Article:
Skip to main content
It looks like you're using Internet Explorer 11 or older. This website works best with modern browsers such as the latest versions of Chrome, Firefox, Safari, and Edge. If you continue with this browser, you may see unexpected results.
Reference sources, such as encyclopedias, handbooks and manuals, are great options to do some background reading on your topic. These sources will give you broad background information on your topic.
Reference sources do not represent original research like journal articles and are not sources that will be part of your literature review. These sources can help you quickly learn about your topic before you dive into the research literature.
Why Use Books?
Why use medical and health science textbooks and references books?
Use textbooks and reference books to answer background questions. These types of questions are broad and when answered provide basic foundational knowledge. Background questions often begin with "what" or "when".
- What is the diagnostic criteria for the condition I'm researching?
- What are the most common treatments?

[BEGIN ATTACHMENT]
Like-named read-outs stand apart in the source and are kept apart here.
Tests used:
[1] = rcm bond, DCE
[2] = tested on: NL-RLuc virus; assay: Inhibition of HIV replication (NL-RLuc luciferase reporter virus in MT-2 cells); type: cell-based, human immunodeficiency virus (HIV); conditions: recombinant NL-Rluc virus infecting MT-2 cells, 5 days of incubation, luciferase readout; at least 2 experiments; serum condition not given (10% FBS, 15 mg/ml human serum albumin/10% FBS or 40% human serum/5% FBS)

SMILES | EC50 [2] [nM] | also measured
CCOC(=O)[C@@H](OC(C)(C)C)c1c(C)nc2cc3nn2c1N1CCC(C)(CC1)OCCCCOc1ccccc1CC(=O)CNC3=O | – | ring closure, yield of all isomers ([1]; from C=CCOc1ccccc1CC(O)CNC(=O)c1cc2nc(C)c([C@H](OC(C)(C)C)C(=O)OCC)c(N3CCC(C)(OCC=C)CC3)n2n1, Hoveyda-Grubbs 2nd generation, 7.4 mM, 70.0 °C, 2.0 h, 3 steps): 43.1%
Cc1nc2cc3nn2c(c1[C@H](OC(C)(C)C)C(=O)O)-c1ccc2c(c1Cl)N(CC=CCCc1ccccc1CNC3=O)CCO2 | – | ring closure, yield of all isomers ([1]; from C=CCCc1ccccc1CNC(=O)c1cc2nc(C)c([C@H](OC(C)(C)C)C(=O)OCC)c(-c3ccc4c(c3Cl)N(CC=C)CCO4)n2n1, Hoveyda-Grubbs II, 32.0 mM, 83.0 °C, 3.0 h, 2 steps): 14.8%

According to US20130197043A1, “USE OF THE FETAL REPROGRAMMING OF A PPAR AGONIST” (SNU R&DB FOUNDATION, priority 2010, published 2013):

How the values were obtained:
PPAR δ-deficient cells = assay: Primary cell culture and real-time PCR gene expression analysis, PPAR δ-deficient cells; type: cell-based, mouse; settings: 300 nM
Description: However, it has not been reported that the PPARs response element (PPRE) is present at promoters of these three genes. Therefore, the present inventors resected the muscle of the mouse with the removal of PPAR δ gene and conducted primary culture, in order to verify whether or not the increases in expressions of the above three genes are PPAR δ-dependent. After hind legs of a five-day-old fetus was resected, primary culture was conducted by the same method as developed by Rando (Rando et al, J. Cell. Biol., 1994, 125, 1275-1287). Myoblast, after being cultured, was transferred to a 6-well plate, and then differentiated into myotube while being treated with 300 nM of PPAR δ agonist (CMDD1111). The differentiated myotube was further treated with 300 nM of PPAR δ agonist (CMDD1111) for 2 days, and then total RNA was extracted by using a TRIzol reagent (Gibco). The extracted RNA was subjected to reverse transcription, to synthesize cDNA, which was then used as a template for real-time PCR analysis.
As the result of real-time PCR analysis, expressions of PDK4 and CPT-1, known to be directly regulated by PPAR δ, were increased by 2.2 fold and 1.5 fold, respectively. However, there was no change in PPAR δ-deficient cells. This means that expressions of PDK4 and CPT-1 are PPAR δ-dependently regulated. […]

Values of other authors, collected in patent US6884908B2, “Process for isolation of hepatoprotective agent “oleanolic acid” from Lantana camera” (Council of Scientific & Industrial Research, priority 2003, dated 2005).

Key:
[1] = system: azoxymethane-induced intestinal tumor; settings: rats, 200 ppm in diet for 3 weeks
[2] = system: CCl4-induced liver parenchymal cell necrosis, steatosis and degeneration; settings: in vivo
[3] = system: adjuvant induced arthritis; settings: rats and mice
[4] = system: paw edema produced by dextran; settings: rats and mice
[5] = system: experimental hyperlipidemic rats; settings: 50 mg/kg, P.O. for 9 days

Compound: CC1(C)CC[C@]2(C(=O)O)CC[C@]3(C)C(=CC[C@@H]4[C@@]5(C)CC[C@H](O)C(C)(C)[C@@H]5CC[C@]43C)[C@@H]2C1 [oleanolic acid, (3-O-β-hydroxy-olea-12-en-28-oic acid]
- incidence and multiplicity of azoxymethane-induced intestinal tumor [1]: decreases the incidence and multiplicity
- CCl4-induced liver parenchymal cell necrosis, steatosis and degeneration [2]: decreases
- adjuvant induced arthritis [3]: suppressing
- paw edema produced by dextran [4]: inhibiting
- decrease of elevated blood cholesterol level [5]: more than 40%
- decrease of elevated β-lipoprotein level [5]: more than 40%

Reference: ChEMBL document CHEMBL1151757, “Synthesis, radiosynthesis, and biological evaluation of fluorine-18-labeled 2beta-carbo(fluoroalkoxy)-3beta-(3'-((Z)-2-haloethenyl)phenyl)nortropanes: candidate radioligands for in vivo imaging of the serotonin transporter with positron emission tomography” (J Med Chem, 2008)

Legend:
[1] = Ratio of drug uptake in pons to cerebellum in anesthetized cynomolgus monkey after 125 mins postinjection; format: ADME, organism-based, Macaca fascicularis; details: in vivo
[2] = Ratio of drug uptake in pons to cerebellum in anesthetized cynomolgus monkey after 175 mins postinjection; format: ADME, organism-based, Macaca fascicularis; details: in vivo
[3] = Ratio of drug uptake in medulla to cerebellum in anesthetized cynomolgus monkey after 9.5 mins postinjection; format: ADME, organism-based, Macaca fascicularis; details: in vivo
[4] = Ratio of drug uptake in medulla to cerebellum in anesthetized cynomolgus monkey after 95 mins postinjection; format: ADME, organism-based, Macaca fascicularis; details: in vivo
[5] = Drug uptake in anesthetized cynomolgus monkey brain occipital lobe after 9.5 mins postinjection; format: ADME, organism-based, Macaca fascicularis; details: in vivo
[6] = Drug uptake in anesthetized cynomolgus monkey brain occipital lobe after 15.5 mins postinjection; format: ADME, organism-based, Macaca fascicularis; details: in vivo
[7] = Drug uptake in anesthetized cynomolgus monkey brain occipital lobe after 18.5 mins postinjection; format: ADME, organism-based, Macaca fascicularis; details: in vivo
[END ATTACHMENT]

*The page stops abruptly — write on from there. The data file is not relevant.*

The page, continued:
- What are common related conditions?
- What is the history of the condition and its treatment?
Reference databases are a good starting point. All of these sources are credible and authoritative. When searching for reference sources, keep your keywords simple. For instance, search mental health or Bipolar Disorder I.
R2 Digital Library
R2 Digital Library is a database of health science textbooks and reference books. You can search by subject area or by keyword.
Health and Medicine
More health resources, including mental health.
Credo can search 636 sources simultaneously. It has encyclopedias, dictionaries, and handbooks. Credo provides 20+ books specifically on psychology.
Health and Wellness
Nearly 400 health/medical journals, numerous reference volumes, over 700 health videos from partner Healthology, pamphlets and health-related articles from 2,200 general interest publications and reference book content.